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Heartbeat Review: Sharon Van Etten at Rhino's

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Sharon Van Etten - SUBMITTED PHOTO

Sharon Van Etten, The War on Drugs
Rhino's Youth Club
Sunday, April 1

This show was terrible. April Fools - this show was awesome (and also on April Fool's Day, during which I didn't make any jokes so I figured I'd make up for it now).

Sharon Van Etten and The War on Drugs stopped at SXSW during the Secretly Canadian showcase at Mohawks,. The War on Drugs, from what I can remember from my festival haze, played an energetic and engrossing set. A significant part of the culture of SXSW is about missing the bands' actual performances. There are so many people coming and going throughout each set that it seems almost an anomaly to stay for an entire set. The War on Drugs demanded to be seen during SXSW, and at this set at Rhino's, performed the same kind of (black?) magic. They are un-look-away-able.

I didn't see Van Etten down there, though. I've been spinning her track "Serpents" regularly since its release a few months ago. It's a wistful track full of atonal harmonies that keep you on the edge of your metaphorical (or real) seat while listening. At first, I didn't know why I was so attracted to the track. Then, I looked at the collaborators. Her latest album, Tramp, was produced and recorded by Aaron Dressner of The National, one of my favorite bands. Guest artists include Beirut's Zach Condon, Wye Oak's Jenn Wasner, Julianna Barwick, Walkmen's Matt Barrick, Aaron and Bryce Dressner and Doveman (Thomas Bartlett) - a veritable super crew of emotionally bare, literate rockers who dissect their relationships through song. Van Etten sings, "Serpents in my mind/I'm searching for your crimes." Besides reminding me of a particularly nasty episodes of Grey's Anatomy involving worms in the brain (you are all welcome for that link), Van Etten's track is equal parts delicate and passionate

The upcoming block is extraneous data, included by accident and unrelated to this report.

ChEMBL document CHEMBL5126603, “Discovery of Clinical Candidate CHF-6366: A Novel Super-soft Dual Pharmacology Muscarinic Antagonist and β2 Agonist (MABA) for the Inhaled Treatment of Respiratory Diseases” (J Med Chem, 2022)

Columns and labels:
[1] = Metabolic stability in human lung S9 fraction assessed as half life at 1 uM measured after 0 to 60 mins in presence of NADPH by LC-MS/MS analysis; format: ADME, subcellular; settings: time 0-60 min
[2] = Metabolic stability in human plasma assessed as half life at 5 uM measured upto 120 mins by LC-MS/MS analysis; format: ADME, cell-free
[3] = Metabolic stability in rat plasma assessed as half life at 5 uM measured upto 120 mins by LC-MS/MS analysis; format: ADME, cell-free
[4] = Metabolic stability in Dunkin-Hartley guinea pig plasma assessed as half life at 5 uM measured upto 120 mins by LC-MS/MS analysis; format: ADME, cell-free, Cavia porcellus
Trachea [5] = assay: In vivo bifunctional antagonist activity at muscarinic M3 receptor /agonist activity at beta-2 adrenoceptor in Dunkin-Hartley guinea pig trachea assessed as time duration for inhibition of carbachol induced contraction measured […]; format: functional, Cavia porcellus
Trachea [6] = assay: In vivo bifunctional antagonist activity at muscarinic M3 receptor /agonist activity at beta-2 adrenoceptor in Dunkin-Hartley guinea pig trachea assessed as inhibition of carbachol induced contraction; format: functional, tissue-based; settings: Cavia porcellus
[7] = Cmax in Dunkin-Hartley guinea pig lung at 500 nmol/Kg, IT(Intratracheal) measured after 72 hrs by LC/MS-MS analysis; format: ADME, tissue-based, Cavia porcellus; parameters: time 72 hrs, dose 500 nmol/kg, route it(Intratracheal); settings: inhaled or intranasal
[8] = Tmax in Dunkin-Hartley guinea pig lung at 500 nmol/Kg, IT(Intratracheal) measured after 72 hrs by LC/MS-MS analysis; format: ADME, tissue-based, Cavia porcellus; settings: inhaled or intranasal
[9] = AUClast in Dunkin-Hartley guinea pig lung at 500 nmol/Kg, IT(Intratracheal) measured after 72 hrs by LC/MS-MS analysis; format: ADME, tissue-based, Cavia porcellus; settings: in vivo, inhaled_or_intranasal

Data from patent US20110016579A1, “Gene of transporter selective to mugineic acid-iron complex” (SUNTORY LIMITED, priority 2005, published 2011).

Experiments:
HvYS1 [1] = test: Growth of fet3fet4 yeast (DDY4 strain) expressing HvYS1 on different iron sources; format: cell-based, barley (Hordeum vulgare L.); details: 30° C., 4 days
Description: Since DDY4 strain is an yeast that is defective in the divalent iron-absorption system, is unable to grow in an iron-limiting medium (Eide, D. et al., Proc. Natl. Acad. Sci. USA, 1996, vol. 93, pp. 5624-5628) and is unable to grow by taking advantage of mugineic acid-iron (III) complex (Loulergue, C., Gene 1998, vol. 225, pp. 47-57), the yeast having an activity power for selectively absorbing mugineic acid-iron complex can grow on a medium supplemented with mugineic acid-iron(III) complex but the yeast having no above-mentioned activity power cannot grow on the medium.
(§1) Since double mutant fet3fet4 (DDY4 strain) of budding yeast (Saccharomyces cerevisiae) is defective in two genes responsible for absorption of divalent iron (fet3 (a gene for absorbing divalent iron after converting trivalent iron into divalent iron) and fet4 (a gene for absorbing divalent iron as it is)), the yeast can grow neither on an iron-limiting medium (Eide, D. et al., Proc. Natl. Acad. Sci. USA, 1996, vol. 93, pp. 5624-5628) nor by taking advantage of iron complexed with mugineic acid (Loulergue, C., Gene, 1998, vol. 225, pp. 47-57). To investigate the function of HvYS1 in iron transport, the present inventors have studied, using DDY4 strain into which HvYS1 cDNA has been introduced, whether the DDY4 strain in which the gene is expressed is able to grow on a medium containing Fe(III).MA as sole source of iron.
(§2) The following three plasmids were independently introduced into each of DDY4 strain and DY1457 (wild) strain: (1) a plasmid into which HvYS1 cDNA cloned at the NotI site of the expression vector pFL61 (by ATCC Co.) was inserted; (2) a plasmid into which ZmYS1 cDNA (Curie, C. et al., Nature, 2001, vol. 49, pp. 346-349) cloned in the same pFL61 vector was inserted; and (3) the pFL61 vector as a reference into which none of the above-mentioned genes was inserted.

I wasn't sure exactly how this moody soundscape would translate onstage, but Van Etten didn't disappoint. Although she engaged in some mildly odd crowd banter ("How many people got to sit in the grass today? One of you? Two of you?") that the crowd of mostly young guys absolutely ate up, Her voice shone against the backing of her band, and, although her lyrics and tracks are gloomy, she was endearingly grounded onstage.

"I don't like to go past 3 on my amp. Four seems aggressive," she remarked at one point, while adjusting her volume.

The War on Drugs seems like the kind of band that can be at once be compared to U2 and simultaneously really be upset about being compared to U2. Also, during one song, I closed my eyes and had the most intense Tom Petty vibe I've had since...actually listening to Tom Petty. But seriously, they are a really great band that seems to be gathering a huge momentum right now. I look forward to seeing what their third record will bring.


Sharon Van Etten - "Serpents"

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